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The second annual National Workshop was held March 18-19, 2010 in Wellington. Close to 40 participants attended, representing local government from Auckland to Southland, as well as DoC, CRI's, central government and independent consultants.
25 presentations, 13 work sessions and a debate were held over the two days. The content was designed to inform and update, and to create opportunities to plan and problem-solve current issues in biodata management.
24 workshop participants provided the following feedback.
24 participants agreed (16 strongly) with the statement “The relationships I built at this workshop will be useful.”
Many participants cited the simple act of putting “names to faces” was valuable. They felt that meeting colleagues in person meant collaboration by distance would be more likely to happen and more fruitful when it did. Participants reported that comparing and contrasting ideas, systems, practices and problems was useful in a very practical way. They said that they found these discussions were a form of peer review. Overall, participants reported that the workshop enabled them to enlarge and strengthen their professional network. This was particularly valuable for those who work in small teams. Participants also said that they now knew more precisely who to contact about solving problems or sourcing data.
24 participants agreed (17 strongly) with the statement “The awareness I gained at the workshop will be useful.”
Many participants reported that they were exposed to data sources of which they were not previously aware. They also reported increased general awareness of the biodata landscape in New Zealand including, “access to national-level data standards, data collection methods, datasets and databases.” Some participants found that they were now able to, “grasp technical concepts that are now [required as] part of my usual field of expertise.” They also said that this new awareness would enable them to communicate more effectively with their managers about biodata issues.
22 participants agreed (11 strongly, 1 was neutral, 1 did not respond) with the statement “The opportunities I identified at the workshop will be useful.”
Participants frequently reported that they would now be incorporating new data tools, such as NVS, NABIS and NZOR into their biodata management work, saving time and money, as well as increasing quality of data (collection and storage): “Access to national-level data standards, data collection methods, datasets and databases will save a lot of time and allow better science and better management outcomes.” Several reported that the “workshop [will] help to re-energise and refocus what we are doing and how we are getting there. Gets out of being 'bogged down'.” Other participants saw opportunities in increased co-ordinated regional and national reporting standards, as well as “linking biosecurity and biodiversity reporting.” The general positive effect of making “new relationships with other peers to be part of new initiatives” was also reported.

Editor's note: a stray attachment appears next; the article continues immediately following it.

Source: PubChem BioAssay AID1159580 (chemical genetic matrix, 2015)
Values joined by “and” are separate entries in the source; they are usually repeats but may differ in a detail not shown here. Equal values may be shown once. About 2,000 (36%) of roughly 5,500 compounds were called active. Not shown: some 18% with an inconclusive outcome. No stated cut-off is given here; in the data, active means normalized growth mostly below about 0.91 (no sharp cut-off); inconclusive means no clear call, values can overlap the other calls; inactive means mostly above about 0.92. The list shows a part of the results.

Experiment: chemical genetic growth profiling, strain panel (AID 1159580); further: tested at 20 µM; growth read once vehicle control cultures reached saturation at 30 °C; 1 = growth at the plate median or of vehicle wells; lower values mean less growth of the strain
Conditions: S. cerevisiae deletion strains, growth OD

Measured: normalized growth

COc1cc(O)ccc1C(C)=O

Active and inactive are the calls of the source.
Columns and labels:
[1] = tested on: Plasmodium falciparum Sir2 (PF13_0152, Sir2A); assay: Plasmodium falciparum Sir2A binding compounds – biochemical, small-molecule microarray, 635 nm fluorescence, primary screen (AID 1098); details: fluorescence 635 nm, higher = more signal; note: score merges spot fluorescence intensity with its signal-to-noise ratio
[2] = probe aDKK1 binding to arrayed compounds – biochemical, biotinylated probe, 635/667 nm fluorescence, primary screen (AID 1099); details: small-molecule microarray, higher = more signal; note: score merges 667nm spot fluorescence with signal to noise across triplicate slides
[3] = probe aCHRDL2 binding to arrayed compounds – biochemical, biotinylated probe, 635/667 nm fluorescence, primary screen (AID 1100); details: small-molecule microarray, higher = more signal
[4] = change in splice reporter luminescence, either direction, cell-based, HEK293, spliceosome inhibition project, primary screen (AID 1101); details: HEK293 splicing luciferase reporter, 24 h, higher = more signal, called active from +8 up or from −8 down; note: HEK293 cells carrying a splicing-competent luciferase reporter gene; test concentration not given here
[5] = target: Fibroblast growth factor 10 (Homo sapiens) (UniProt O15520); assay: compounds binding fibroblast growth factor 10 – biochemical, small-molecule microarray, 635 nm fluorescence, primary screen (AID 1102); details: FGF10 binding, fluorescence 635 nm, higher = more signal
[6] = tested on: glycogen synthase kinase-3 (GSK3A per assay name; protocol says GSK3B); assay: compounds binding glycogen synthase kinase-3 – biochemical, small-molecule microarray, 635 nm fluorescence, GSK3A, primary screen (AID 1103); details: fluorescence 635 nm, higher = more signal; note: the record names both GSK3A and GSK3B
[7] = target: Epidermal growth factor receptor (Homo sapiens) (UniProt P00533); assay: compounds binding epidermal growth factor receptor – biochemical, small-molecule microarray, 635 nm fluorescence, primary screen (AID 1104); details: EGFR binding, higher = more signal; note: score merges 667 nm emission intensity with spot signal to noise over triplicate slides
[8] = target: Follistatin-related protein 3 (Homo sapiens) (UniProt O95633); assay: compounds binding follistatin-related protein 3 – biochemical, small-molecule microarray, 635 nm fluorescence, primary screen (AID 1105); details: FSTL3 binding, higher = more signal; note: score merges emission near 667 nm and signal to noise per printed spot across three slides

Overall, participants reported that networking was the most positive aspect of the workshop for them. They found it beneficial to “put faces to names” and “build relationships with peers”. As an extension of that, participants also found it equally useful to identify common issues and unified solutions to problems. They particularly noticed that the Dataversity community has become “more unified in our response to those issues.” “Knowledge of new developments “and “knowing potential for centralised national systems is in motion” were also reported as key benefits. Others mentioned that they were able to learn “more about what database products are out there and which ones I could possibly use myself.” General increased comprehension of biodata issues was also listed as a plus, and participants felt they would now be able to engage with the Dataversity forum with higher levels of understanding. Participants also reported that the workshop was useful in re-energising them about ongoing projects.
Many participants reported only positive feedback, however there were several suggestions about how future workshops could be more effective. Participants reported that they found the close proximity of groups during the parallel work sessions made it “hard to hear soft speakers and was at times distracting.” They suggested at least one of the three groups be moved to an adjacent space. Others wished that the work sessions were not in parallel to allow them to attend all the streams in which they had an interest. One participant suggested including more hands-on workshops and demonstrations to see actual tools (hardware and systems) in action. Another participant suggested that more static visual displays from participants be featured to allow newcomers to familiarize themselves with different organizations. Two participants suggested that it would be useful for more representatives from government agencies to attend, as well as more researchers, scientists and other end-users of the data. They would also have liked to see more district councils attend.